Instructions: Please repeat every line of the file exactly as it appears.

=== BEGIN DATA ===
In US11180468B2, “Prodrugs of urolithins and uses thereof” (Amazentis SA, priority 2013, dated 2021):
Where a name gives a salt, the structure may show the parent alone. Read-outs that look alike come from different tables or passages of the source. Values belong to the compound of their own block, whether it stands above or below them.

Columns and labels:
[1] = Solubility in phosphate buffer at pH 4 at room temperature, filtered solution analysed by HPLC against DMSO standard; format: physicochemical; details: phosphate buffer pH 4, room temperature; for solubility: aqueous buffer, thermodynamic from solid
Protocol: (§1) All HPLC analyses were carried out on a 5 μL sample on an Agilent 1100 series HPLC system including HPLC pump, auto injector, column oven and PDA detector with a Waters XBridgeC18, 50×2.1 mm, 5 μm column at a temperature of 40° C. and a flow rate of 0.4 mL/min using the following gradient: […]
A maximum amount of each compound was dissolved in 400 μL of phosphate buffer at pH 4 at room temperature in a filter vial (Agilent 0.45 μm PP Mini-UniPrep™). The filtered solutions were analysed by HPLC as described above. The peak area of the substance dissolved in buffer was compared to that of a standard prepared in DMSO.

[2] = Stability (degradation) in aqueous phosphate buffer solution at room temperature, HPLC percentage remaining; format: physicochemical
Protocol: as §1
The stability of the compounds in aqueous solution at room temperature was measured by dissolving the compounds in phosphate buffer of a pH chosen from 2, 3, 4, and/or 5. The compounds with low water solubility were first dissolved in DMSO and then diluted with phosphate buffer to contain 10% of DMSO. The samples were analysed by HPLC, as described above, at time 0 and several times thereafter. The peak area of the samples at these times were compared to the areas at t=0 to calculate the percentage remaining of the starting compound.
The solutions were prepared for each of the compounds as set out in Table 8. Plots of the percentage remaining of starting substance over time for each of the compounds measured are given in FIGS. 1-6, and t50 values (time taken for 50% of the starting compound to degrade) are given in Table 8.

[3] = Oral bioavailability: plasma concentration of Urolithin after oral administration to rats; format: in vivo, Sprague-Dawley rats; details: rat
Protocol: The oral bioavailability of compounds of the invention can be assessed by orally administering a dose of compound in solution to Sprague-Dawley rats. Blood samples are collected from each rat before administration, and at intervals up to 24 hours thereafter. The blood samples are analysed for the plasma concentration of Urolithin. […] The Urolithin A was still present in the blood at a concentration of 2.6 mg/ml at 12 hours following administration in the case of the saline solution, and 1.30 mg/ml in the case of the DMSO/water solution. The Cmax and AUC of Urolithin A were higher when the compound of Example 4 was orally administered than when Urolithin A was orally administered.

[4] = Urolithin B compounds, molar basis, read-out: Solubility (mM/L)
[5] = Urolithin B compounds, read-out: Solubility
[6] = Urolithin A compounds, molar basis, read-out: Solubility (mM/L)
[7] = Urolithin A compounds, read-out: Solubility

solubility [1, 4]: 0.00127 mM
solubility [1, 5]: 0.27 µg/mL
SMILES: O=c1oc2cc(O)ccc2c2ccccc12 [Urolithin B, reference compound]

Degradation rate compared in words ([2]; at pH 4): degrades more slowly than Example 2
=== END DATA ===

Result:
In US11180468B2, “Prodrugs of urolithins and uses thereof” (Amazentis SA, priority 2013, dated 2021):
Where a name gives a salt, the structure may show the parent alone. Read-outs that look alike come from different tables or passages of the source. Values belong to the compound of their own block, whether it stands above or below them.

Columns and labels:
[1] = Solubility in phosphate buffer at pH 4 at room temperature, filtered solution analysed by HPLC against DMSO standard; format: physicochemical; details: phosphate buffer pH 4, room temperature; for solubility: aqueous buffer, thermodynamic from solid
Protocol: (§1) All HPLC analyses were carried out on a 5 μL sample on an Agilent 1100 series HPLC system including HPLC pump, auto injector, column oven and PDA detector with a Waters XBridgeC18, 50×2.1 mm, 5 μm column at a temperature of 40° C. and a flow rate of 0.4 mL/min using the following gradient: […]
A maximum amount of each compound was dissolved in 400 μL of phosphate buffer at pH 4 at room temperature in a filter vial (Agilent 0.45 μm PP Mini-UniPrep™). The filtered solutions were analysed by HPLC as described above. The peak area of the substance dissolved in buffer was compared to that of a standard prepared in DMSO.

[2] = Stability (degradation) in aqueous phosphate buffer solution at room temperature, HPLC percentage remaining; format: physicochemical
Protocol: as §1
The stability of the compounds in aqueous solution at room temperature was measured by dissolving the compounds in phosphate buffer of a pH chosen from 2, 3, 4, and/or 5. The compounds with low water solubility were first dissolved in DMSO and then diluted with phosphate buffer to contain 10% of DMSO. The samples were analysed by HPLC, as described above, at time 0 and several times thereafter. The peak area of the samples at these times were compared to the areas at t=0 to calculate the percentage remaining of the starting compound.
The solutions were prepared for each of the compounds as set out in Table 8. Plots of the percentage remaining of starting substance over time for each of the compounds measured are given in FIGS. 1-6, and t50 values (time taken for 50% of the starting compound to degrade) are given in Table 8.

[3] = Oral bioavailability: plasma concentration of Urolithin after oral administration to rats; format: in vivo, Sprague-Dawley rats; details: rat
Protocol: The oral bioavailability of compounds of the invention can be assessed by orally administering a dose of compound in solution to Sprague-Dawley rats. Blood samples are collected from each rat before administration, and at intervals up to 24 hours thereafter. The blood samples are analysed for the plasma concentration of Urolithin. […] The Urolithin A was still present in the blood at a concentration of 2.6 mg/ml at 12 hours following administration in the case of the saline solution, and 1.30 mg/ml in the case of the DMSO/water solution. The Cmax and AUC of Urolithin A were higher when the compound of Example 4 was orally administered than when Urolithin A was orally administered.

[4] = Urolithin B compounds, molar basis, read-out: Solubility (mM/L)
[5] = Urolithin B compounds, read-out: Solubility
[6] = Urolithin A compounds, molar basis, read-out: Solubility (mM/L)
[7] = Urolithin A compounds, read-out: Solubility

solubility [1, 4]: 0.00127 mM
solubility [1, 5]: 0.27 µg/mL
SMILES: O=c1oc2cc(O)ccc2c2ccccc12 [Urolithin B, reference compound]

Degradation rate compared in words ([2]; at pH 4): degrades more slowly than Example 2